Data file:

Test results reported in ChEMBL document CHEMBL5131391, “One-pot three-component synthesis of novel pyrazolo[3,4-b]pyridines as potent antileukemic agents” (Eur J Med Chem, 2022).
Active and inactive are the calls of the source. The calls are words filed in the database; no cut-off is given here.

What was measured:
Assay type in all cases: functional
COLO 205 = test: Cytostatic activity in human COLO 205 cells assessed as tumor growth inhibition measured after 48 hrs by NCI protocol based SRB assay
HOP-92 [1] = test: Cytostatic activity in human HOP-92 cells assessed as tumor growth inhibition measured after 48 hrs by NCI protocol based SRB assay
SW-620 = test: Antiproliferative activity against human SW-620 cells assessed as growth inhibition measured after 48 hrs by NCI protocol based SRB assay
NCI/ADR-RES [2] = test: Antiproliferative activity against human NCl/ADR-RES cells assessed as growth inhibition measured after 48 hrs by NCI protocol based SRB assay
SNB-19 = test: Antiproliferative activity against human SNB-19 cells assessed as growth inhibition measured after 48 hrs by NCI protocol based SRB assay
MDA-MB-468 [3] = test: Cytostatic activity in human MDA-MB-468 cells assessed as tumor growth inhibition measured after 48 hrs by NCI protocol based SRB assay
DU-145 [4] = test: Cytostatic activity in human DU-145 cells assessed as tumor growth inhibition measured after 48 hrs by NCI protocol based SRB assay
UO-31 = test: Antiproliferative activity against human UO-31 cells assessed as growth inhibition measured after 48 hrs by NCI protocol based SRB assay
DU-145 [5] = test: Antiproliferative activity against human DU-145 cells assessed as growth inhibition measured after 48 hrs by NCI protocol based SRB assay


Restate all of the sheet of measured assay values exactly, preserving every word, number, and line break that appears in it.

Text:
Test results reported in ChEMBL document CHEMBL5131391, “One-pot three-component synthesis of novel pyrazolo[3,4-b]pyridines as potent antileukemic agents” (Eur J Med Chem, 2022).
Active and inactive are the calls of the source. The calls are words filed in the database; no cut-off is given here.

What was measured:
Assay type in all cases: functional
COLO 205 = test: Cytostatic activity in human COLO 205 cells assessed as tumor growth inhibition measured after 48 hrs by NCI protocol based SRB assay
HOP-92 [1] = test: Cytostatic activity in human HOP-92 cells assessed as tumor growth inhibition measured after 48 hrs by NCI protocol based SRB assay
SW-620 = test: Antiproliferative activity against human SW-620 cells assessed as growth inhibition measured after 48 hrs by NCI protocol based SRB assay
NCI/ADR-RES [2] = test: Antiproliferative activity against human NCl/ADR-RES cells assessed as growth inhibition measured after 48 hrs by NCI protocol based SRB assay
SNB-19 = test: Antiproliferative activity against human SNB-19 cells assessed as growth inhibition measured after 48 hrs by NCI protocol based SRB assay
MDA-MB-468 [3] = test: Cytostatic activity in human MDA-MB-468 cells assessed as tumor growth inhibition measured after 48 hrs by NCI protocol based SRB assay
DU-145 [4] = test: Cytostatic activity in human DU-145 cells assessed as tumor growth inhibition measured after 48 hrs by NCI protocol based SRB assay
UO-31 = test: Antiproliferative activity against human UO-31 cells assessed as growth inhibition measured after 48 hrs by NCI protocol based SRB assay
DU-145 [5] = test: Antiproliferative activity against human DU-145 cells assessed as growth inhibition measured after 48 hrs by NCI protocol based SRB assay